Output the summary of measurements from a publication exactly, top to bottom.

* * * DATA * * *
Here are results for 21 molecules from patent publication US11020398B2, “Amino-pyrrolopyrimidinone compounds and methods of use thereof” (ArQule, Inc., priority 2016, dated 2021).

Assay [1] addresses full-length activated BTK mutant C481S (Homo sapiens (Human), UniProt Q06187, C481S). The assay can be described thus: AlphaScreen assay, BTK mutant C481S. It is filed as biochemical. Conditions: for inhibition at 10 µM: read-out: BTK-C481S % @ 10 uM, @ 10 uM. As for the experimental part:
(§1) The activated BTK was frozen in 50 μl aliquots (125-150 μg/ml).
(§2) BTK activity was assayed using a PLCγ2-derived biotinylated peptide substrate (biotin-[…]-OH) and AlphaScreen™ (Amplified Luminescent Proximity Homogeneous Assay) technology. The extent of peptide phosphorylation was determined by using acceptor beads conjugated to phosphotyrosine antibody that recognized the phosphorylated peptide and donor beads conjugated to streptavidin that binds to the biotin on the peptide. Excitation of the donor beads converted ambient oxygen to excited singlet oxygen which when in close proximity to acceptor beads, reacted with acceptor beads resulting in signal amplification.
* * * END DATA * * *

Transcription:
Here are results for 21 molecules from patent publication US11020398B2, “Amino-pyrrolopyrimidinone compounds and methods of use thereof” (ArQule, Inc., priority 2016, dated 2021).

Assay [1] addresses full-length activated BTK mutant C481S (Homo sapiens (Human), UniProt Q06187, C481S). The assay can be described thus: AlphaScreen assay, BTK mutant C481S. It is filed as biochemical. Conditions: for inhibition at 10 µM: read-out: BTK-C481S % @ 10 uM, @ 10 uM. As for the experimental part:
(§1) The activated BTK was frozen in 50 μl aliquots (125-150 μg/ml).
(§2) BTK activity was assayed using a PLCγ2-derived biotinylated peptide substrate (biotin-[…]-OH) and AlphaScreen™ (Amplified Luminescent Proximity Homogeneous Assay) technology. The extent of peptide phosphorylation was determined by using acceptor beads conjugated to phosphotyrosine antibody that recognized the phosphorylated peptide and donor beads conjugated to streptavidin that binds to the biotin on the peptide. Excitation of the donor beads converted ambient oxygen to excited singlet oxygen which when in close proximity to acceptor beads, reacted with acceptor beads resulting in signal amplification.